Verona Italy is well known as the setting for the Shakespearean tragedy of Romeo and Juliet and his comedy, The Two Gentlemen of Verona. Historic Verona Italy is a tangle of its storied past and modern industry. Once one of the most powerful cities during the early rule of the Roman Empire, the old city of Verona today contains one of the best-preserved old districts in the country. For this reason, the old district is protected as UNESCO World Heritage Site.
Sightseeing in Verona Italy is often a second thought, with many tourists shunning the city for the nearby Venice or Milan. This is a shame, since the city has much to offer, even for those who are not Shakespeare enthusiasts. Unlike most of the larger cities in the country, you are likely to find only a small percentage of tourists in historic Verona Italy. Built along the Adige River, the home of Dante Alighieri boasts a number of beautiful sights amongst its circuitous streets. The scenic mausoleum of Arche Scaligere houses outdoor tombs bordered by evil-looking iron gates and is the final resting place of the Scaligeri princes, city leaders well known as both great warriors and great patrons of the arts. The Arena di Verona is the third largest arena in Italy, and should not be missed by anyone sightseeing in Verona Italy. Despite being constructed in 30 AD and being badly damaged in an 1117 earthqauke, much of the original architecture remains, and the amphitheater still hosts grand opera productions throughout the summer. Castelvecchio is a military fortress that has been transformed into an art museum, renowned for providing shelter to many significant works of art in an authentic medieval setting.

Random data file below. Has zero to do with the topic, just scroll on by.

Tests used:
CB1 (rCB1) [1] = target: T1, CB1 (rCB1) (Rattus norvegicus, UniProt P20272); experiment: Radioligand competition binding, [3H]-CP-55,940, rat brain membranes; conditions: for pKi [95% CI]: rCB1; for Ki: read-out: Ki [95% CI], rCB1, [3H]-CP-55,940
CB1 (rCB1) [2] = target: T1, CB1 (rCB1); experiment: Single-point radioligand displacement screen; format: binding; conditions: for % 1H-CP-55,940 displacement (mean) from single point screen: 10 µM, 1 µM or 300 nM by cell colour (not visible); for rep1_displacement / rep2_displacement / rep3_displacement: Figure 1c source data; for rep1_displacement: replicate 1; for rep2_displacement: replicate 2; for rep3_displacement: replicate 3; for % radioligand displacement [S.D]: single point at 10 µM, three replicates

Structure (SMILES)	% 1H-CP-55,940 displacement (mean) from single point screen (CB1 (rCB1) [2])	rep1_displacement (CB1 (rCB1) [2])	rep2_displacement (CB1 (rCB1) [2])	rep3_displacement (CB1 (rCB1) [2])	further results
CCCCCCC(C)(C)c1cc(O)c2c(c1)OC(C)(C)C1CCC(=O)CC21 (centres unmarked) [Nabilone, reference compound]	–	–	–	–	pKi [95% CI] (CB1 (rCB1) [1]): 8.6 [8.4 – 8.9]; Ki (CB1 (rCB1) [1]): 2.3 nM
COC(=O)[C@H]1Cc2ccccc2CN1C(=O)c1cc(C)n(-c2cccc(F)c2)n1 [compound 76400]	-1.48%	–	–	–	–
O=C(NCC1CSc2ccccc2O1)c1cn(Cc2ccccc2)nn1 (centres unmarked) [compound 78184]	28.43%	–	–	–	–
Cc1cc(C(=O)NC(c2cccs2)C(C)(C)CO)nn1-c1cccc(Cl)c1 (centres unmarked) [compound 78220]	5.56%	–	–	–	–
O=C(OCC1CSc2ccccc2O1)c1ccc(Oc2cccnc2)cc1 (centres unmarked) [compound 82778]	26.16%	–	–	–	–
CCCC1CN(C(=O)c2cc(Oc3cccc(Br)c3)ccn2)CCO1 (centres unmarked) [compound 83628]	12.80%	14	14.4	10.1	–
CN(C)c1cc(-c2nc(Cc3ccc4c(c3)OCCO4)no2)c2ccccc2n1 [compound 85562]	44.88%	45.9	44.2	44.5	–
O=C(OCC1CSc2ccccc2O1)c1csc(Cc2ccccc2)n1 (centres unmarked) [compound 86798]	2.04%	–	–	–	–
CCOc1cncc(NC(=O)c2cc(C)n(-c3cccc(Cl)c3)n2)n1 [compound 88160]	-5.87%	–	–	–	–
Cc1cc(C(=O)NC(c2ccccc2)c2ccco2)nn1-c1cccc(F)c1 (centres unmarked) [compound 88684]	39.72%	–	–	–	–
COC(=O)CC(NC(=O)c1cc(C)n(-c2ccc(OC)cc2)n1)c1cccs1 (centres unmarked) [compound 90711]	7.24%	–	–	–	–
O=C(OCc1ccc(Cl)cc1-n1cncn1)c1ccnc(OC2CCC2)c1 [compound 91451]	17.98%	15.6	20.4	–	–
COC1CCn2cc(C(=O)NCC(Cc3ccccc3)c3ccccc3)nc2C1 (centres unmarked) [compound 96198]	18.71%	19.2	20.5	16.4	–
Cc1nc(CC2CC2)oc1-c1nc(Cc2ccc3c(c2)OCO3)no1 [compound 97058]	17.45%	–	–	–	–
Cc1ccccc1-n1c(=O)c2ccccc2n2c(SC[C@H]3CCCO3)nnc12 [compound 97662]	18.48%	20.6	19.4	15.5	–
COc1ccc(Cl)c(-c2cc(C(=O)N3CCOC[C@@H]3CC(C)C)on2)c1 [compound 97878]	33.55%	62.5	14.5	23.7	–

Romeo & Juliet Balcony
As you can imagine, seeing a performance of the story of Romeo and Juliet in its true setting is a staple of most travelers' visit to the city, and the summer months bring about Verona's famous Shakespeare Festival, which includes performances by the Royal Shakespeare Company. To further the legend of the doomed lovers (who may or may not have actually existed) tourists can see the houses of the families that the two were said to have been based on. Juliet's House, the Casa di Giulietta, is little more than a small house with a balcony surrounded by hundreds of gawkers who think chanting "What light through yonder window breaks?" is a wonderfully creative thing to do. Despite its lofty title, there is more historical evidence that the house was in actuality a bordello for many years before being purchased by the city and turned into a tourist attraction. Romeo's supposed house has been converted into a charming restaurant called the c, and is far more worthy of a visit. You can also visit what is said to be Juliets Tomb.
Piazza del Signiori and Palazzo del Governo are other must-sees for those sightseeing in Verona Italy. The former is the home of the Torre dei Lamberti, an octagonal bell tower that provides a panoramic view of Verona; Dante Alighieri considered the latter home after escaping from Florence. San Fermo is another of Italy's striking combinations of Romanesque and Gothic architecture. The cathedral's interior is designed to appear like the inside of a boat, and has a lower section featuring the very stones that Saint Fermo was tortured and killed upon. So, whether you want a in-depth tour of historic Verona Italy, visiting its many museums, or simply the perfect backdrop for witnessing the story of Romeo and Juliet, this is not a city to pass by - no matter how long your vacation is.